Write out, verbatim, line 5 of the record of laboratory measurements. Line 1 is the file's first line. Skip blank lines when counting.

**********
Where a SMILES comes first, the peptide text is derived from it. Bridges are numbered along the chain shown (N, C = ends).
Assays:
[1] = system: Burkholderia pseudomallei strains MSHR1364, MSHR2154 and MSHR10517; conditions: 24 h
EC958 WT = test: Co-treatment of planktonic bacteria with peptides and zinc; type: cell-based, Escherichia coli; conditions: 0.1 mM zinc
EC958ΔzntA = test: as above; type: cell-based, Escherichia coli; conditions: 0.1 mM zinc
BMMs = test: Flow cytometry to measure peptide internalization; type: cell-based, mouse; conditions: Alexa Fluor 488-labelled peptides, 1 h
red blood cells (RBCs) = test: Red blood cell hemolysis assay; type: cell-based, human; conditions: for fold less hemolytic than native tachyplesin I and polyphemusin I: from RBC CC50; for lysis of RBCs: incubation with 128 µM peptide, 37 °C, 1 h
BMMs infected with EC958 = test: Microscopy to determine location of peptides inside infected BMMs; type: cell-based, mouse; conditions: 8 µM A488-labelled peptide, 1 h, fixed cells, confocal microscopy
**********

EC958ΔzntA = test: as above; type: cell-based, Escherichia coli; conditions: 0.1 mM zinc